Disputed Domain Name for Adults Only

Complainant owns various trademark registrations for the mark "VIRTUAL SEX", with the first application filed in April 2000 and a first use in commerce dating back to 1994.  Complainant, which is female owned and operated, is a leading producer of "adult" films and has more than a 40% market share of the adult DVD market.

Respondent registered the disputed domain name, "virtualsex.com", on August 24, 1995 and set up a website for the sale of adult content DVDs, strip club webcam sites, sex chat rooms, adult dating services and "adult toys".  The site was established more than 13 years ago.

Respondent conceded that the disputed domain name is confusingly similar to Complainant's mark but made the contention that the mark is invalid as either "generic" or "merely descriptive".  In fact, Respondent claimed that he thought the disputed domain to be a generic term at the time of its registration.  Nonetheless, the general rule is that registration of a mark is prima facie evidence of validity and it is Respondent's burden to rebut that presumption, which Respondent failed to do. 

Denying the Complaint, the Panel held that a finding of Respondent's lack of rights or legitimate interests in the mark would turn on its analysis of the bad faith issue.  While Complainant alleged that it had acquired secondary meaning in the mark by August 1995 (when Respondent registered the domain), it failed to produce any evidence to support its allegation.  Moreover, Complainant failed to explain why it did not bring this action until 14 years after Respondent's registration of the domain and more than 13 years after Respondent had used the domain to resolve to a website at which products competitive to those offered by Complainant, as well products entirely different from those offered by Complainant, were offered for sale. Based upon the Panel's review of Respondent's website, it further concluded that its "diverse offerings" suggested that Respondent was trading on the descriptiveness of the term "virtual sex", rather than any goodwill attached to Complainant's mark.  In light of all these factors, the Panel held that Complainant failed to establish that the disputed domain name was registered and used in bad faith.  Digital Playground, Inc. v. Network Telephone Services, Inc., Dan Coleman, Frontier Credit Corp., and Harriet Walkup, WIPO Case No. D2009-0105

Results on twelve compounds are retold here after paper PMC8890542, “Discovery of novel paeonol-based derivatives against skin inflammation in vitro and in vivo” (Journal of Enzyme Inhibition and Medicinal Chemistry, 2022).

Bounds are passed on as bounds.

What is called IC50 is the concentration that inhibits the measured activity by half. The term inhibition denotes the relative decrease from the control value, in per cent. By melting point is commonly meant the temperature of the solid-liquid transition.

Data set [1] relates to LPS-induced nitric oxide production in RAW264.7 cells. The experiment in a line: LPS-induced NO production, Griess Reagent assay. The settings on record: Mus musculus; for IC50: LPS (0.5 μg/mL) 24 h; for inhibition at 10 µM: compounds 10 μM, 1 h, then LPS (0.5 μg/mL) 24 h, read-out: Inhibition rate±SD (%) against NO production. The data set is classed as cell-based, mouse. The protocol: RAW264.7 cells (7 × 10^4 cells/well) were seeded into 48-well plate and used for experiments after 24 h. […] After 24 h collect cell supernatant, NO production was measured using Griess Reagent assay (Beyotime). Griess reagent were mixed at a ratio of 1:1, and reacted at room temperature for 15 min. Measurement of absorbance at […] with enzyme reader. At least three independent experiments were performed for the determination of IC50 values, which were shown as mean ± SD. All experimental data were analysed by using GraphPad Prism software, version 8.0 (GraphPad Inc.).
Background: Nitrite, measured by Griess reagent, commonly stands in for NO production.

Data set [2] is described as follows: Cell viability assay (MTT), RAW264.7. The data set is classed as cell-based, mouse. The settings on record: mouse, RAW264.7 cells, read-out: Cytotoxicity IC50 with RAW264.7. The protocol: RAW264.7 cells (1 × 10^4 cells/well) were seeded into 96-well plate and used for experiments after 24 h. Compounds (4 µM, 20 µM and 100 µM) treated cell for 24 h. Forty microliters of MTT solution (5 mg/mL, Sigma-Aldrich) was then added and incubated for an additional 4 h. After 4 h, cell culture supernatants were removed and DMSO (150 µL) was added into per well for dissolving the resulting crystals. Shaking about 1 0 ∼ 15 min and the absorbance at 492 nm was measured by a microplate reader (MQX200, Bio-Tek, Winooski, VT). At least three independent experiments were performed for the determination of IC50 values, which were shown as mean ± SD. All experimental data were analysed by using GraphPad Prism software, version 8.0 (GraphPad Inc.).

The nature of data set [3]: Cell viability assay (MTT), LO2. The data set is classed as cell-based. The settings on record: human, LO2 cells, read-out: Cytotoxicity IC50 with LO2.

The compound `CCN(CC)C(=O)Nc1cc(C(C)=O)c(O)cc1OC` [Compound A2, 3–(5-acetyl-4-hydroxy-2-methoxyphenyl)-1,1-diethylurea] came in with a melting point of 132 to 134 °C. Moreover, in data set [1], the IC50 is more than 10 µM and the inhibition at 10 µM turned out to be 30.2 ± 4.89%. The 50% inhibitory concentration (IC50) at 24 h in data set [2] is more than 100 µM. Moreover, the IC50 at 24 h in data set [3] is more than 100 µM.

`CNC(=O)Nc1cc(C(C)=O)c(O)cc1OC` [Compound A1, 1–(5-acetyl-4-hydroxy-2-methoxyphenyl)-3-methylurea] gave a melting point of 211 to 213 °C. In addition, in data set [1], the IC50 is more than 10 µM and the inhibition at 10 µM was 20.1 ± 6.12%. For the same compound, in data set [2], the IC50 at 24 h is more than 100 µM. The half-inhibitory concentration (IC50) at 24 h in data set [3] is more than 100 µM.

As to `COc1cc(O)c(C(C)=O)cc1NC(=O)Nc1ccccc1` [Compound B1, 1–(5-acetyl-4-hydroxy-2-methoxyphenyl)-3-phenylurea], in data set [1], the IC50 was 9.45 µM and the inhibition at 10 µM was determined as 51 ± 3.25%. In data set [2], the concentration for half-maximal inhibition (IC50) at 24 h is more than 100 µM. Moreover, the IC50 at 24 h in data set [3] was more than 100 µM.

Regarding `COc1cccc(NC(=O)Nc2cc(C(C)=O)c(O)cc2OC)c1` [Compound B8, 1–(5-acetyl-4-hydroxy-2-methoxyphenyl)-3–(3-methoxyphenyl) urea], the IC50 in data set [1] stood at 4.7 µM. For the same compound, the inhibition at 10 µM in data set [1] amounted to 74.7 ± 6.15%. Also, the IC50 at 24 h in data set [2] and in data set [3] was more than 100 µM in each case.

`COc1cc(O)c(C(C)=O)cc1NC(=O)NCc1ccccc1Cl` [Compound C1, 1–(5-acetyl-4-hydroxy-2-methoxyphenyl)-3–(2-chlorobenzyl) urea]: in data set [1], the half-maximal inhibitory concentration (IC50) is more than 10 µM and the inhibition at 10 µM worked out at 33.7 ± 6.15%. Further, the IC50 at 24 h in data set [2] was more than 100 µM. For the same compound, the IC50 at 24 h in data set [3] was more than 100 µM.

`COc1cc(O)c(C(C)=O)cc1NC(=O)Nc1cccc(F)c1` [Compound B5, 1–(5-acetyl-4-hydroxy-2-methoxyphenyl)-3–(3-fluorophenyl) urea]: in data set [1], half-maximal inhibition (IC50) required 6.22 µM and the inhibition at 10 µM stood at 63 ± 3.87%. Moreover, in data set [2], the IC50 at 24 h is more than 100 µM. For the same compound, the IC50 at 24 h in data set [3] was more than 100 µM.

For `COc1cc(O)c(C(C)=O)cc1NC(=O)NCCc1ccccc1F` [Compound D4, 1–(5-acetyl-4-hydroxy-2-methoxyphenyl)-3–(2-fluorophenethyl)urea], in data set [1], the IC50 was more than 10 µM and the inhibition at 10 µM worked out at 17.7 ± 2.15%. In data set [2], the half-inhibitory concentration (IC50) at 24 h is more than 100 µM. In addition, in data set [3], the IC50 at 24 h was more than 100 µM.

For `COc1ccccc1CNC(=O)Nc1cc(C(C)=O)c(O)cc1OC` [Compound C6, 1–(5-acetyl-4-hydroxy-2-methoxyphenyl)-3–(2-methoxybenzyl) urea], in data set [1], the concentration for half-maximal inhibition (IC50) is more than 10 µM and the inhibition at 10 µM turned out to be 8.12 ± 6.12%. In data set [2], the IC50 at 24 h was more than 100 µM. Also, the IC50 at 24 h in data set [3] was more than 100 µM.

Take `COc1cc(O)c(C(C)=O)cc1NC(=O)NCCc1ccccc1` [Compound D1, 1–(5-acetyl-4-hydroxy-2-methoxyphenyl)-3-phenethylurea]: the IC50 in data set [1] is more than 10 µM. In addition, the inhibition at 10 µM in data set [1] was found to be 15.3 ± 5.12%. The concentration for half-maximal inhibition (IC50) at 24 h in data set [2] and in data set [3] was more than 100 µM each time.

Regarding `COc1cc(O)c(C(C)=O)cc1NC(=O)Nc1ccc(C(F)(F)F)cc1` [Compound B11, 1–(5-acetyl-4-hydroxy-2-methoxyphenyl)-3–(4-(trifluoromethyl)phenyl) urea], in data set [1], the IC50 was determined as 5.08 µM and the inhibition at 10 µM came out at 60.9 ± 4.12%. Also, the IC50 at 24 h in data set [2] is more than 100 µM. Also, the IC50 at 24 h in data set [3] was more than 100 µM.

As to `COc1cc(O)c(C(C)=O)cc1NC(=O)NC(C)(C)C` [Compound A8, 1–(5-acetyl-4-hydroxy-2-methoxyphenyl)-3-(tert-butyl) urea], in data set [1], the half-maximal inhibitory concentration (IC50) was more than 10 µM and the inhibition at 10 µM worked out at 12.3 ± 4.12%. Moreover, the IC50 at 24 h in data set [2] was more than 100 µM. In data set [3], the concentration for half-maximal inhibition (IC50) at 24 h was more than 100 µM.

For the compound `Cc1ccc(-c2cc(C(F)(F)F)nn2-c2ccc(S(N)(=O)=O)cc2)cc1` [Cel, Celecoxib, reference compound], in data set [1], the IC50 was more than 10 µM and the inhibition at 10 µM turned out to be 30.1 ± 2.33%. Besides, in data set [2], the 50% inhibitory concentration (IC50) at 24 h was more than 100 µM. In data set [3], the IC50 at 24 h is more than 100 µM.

Domain Name Auction

In this WIPO dispute, the Complainant is Margaret C. Whitman, the President and CEO of eBay, Inc. from March 1998 through March 2008.  Ms. Whitman remains on eBay's Board of Directors and is a stockholder.  The Complainant is described in the Complaint as an Internet pioneer and businessperson whose name is internationally famous and synonymous with the accomplishments of eBay.  The Respondent, Domains For Sale, registered the disputed domain names, www.megwhitmanforgovernor.com, www.megwhitman2010.com, www.meg2010.com, www.whitmanforgovernor.com and www.whitman2010.com, between January 28 and March 28, 2008, at which time there was wide speculation in California and elsewhere that the Complainant would run for election as Governor of California in 2010.

 The Complainant claims common law service mark rights in her personal name 'MEG WHITMAN' due to her fame and achievement, the international recognition and wide publicizing of her fame and achievement and further claims that her fame and achievement are inextricably connected to eBay's commercial success.  The Respondent did not respond to the Complaint.